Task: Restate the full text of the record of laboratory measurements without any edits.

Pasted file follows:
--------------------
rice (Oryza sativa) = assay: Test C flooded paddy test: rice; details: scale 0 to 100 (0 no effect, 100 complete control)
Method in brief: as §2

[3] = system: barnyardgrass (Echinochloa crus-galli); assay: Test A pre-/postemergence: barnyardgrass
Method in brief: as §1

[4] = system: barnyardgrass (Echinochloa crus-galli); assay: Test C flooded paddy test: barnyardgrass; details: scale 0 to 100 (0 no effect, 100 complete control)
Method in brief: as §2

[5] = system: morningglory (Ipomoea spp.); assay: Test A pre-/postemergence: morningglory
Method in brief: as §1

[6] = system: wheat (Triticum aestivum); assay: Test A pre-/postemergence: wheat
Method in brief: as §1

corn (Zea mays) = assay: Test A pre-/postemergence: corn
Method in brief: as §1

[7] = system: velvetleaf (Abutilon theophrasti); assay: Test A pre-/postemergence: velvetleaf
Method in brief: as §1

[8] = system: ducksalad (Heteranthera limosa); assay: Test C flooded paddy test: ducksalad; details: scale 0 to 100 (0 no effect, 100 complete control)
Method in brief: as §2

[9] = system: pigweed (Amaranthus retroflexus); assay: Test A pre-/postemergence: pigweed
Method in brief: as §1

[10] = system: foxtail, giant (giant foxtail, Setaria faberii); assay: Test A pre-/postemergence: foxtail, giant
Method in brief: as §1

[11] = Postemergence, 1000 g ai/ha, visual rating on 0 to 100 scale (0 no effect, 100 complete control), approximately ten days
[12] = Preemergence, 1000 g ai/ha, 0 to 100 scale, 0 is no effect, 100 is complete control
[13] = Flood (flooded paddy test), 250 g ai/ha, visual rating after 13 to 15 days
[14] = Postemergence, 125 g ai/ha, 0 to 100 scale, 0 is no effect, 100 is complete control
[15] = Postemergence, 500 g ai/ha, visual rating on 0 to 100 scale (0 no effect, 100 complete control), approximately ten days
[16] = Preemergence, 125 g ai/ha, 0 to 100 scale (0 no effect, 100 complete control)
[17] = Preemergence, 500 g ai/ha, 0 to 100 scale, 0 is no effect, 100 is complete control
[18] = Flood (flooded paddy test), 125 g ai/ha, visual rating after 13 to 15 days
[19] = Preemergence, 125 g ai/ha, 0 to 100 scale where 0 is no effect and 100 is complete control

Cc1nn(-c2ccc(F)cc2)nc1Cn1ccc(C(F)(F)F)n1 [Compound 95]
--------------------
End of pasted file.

rice (Oryza sativa) = assay: Test C flooded paddy test: rice; details: scale 0 to 100 (0 no effect, 100 complete control)
Method in brief: as §2

[3] = system: barnyardgrass (Echinochloa crus-galli); assay: Test A pre-/postemergence: barnyardgrass
Method in brief: as §1

[4] = system: barnyardgrass (Echinochloa crus-galli); assay: Test C flooded paddy test: barnyardgrass; details: scale 0 to 100 (0 no effect, 100 complete control)
Method in brief: as §2

[5] = system: morningglory (Ipomoea spp.); assay: Test A pre-/postemergence: morningglory
Method in brief: as §1

[6] = system: wheat (Triticum aestivum); assay: Test A pre-/postemergence: wheat
Method in brief: as §1

corn (Zea mays) = assay: Test A pre-/postemergence: corn
Method in brief: as §1

[7] = system: velvetleaf (Abutilon theophrasti); assay: Test A pre-/postemergence: velvetleaf
Method in brief: as §1

[8] = system: ducksalad (Heteranthera limosa); assay: Test C flooded paddy test: ducksalad; details: scale 0 to 100 (0 no effect, 100 complete control)
Method in brief: as §2

[9] = system: pigweed (Amaranthus retroflexus); assay: Test A pre-/postemergence: pigweed
Method in brief: as §1

[10] = system: foxtail, giant (giant foxtail, Setaria faberii); assay: Test A pre-/postemergence: foxtail, giant
Method in brief: as §1

[11] = Postemergence, 1000 g ai/ha, visual rating on 0 to 100 scale (0 no effect, 100 complete control), approximately ten days
[12] = Preemergence, 1000 g ai/ha, 0 to 100 scale, 0 is no effect, 100 is complete control
[13] = Flood (flooded paddy test), 250 g ai/ha, visual rating after 13 to 15 days
[14] = Postemergence, 125 g ai/ha, 0 to 100 scale, 0 is no effect, 100 is complete control
[15] = Postemergence, 500 g ai/ha, visual rating on 0 to 100 scale (0 no effect, 100 complete control), approximately ten days
[16] = Preemergence, 125 g ai/ha, 0 to 100 scale (0 no effect, 100 complete control)
[17] = Preemergence, 500 g ai/ha, 0 to 100 scale, 0 is no effect, 100 is complete control
[18] = Flood (flooded paddy test), 125 g ai/ha, visual rating after 13 to 15 days
[19] = Preemergence, 125 g ai/ha, 0 to 100 scale where 0 is no effect and 100 is complete control

Cc1nn(-c2ccc(F)cc2)nc1Cn1ccc(C(F)(F)F)n1 [Compound 95]